The curtain rose at the King's Theatre, Edinburgh, on 14 August 2011 to reveal a richly textured production of The Tempest on a bare stage with minimal props. As the lights came up, a group of white-robed sailors were caught in a meticulously choreographed storm, dancing to the mesmerizing beats of the master drummer upstage. The performers’ costumes echoed traditional Korean hanbok attire and their acting style incorporated t'alch'um mask-dance drama techniques. Their long white sleeves flapped and swayed in sync with their movements. Engulfed in stagewide sapphire and then crimson lighting, their sleeves were transformed from symbols of violent wind and waves to raging fire on board a ship approaching a world where, as Gonzalo aptly summarized, “no man was his own” (5.1.211). With Prospero (King Zilzi) as the drummer upstage and Ariel dancing in the midst of the unfortunate sailors, the storm scene—one of the longest renditions of the “direful spectacle” (1.2.26) in the performance history of The Tempest—served as an anchor to the tragicomic narrative about the self and the other. For a fleeting moment, Prospero gave the impression of being a drillmaster at the helm.
Alexander C. Y. Huang is a general editor of The Shakespearean International Yearbook and director of the Dean's Scholars in Shakespeare program and Associate Professor of English, Theatre, East Asian Languages and Literatures, and International Affairs at George Washington University, where he is affiliated with the Sigur Center for Asian Studies and the Medieval and Early Modern Studies Institute. He served as vice-president of the Association for Asian Performance. As Research Affiliate in Literature at MIT, he cofounded http://globalshakespeares.org. His Chinese Shakespeares: Two Centuries of Cultural Exchange (Columbia University Press) received the Aldo and Jeanne Scaglione Prize of the MLA, honorable mention by the Joe A. Callaway Prize of NYU, and the International Convention of Asian Scholars Colleagues’ Choice Award. His new book, Weltliteratur und Welttheater: Ästhetischer Humanismus in der kulturellen Globalisierung (2012), explores the role of aesthetic humanism in the recent historical record of globalization and examines the works of intercultural directors, writers, and Nobel laureates Gao Xingjian and Mo Yan.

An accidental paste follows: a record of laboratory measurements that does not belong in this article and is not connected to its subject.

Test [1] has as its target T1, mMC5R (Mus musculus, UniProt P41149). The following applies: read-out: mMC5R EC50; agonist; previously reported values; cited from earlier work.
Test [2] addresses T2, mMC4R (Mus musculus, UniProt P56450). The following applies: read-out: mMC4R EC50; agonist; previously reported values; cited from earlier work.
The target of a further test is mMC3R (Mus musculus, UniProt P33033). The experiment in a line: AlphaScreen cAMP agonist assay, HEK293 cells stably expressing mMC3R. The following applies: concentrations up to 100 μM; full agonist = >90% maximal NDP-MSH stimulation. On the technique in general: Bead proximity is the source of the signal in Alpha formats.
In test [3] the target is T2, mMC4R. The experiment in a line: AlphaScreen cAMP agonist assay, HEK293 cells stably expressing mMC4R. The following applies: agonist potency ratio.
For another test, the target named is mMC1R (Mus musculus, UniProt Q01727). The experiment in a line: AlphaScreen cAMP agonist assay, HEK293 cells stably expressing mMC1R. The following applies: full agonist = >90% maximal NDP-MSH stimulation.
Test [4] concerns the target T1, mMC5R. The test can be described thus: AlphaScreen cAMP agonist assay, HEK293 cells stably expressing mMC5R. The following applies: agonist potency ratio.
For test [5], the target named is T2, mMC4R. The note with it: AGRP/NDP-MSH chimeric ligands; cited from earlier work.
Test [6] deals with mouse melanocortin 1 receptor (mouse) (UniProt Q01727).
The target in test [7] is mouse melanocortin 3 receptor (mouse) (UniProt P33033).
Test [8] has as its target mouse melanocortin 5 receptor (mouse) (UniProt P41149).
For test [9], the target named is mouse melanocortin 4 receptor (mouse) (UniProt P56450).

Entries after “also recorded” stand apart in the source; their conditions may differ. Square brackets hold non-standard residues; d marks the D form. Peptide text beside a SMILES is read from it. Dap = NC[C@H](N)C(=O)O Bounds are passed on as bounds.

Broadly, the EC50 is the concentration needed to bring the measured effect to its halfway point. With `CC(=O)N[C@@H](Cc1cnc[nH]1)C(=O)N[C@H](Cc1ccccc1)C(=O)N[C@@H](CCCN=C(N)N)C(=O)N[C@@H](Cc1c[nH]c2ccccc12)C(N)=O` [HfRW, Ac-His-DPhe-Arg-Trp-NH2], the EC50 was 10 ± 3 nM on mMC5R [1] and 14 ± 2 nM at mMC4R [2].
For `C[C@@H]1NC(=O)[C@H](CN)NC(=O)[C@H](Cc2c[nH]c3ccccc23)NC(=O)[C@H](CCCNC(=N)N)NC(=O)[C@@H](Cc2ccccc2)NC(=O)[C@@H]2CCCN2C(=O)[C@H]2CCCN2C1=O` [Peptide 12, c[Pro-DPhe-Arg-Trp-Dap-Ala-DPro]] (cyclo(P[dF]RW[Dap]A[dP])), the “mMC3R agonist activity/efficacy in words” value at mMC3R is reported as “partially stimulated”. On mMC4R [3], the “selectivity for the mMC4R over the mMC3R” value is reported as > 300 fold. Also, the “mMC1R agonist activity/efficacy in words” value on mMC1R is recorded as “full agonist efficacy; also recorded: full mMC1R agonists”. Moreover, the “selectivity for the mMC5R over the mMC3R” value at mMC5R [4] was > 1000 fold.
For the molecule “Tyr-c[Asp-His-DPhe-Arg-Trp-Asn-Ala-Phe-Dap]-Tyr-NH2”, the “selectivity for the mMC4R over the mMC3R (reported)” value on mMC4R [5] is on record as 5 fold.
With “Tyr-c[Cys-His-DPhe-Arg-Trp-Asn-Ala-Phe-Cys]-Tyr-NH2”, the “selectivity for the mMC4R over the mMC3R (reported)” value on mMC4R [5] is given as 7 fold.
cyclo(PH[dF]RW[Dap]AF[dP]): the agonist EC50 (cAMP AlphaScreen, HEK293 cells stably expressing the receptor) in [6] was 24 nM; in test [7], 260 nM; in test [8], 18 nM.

I gratefully acknowledge fellowship support from the Folger Shakespeare Library in 2012, the invaluable feedback of Esther Kim Lee and the anonymous reviewers, and research assistance from Haylie Swenson at George Washington University.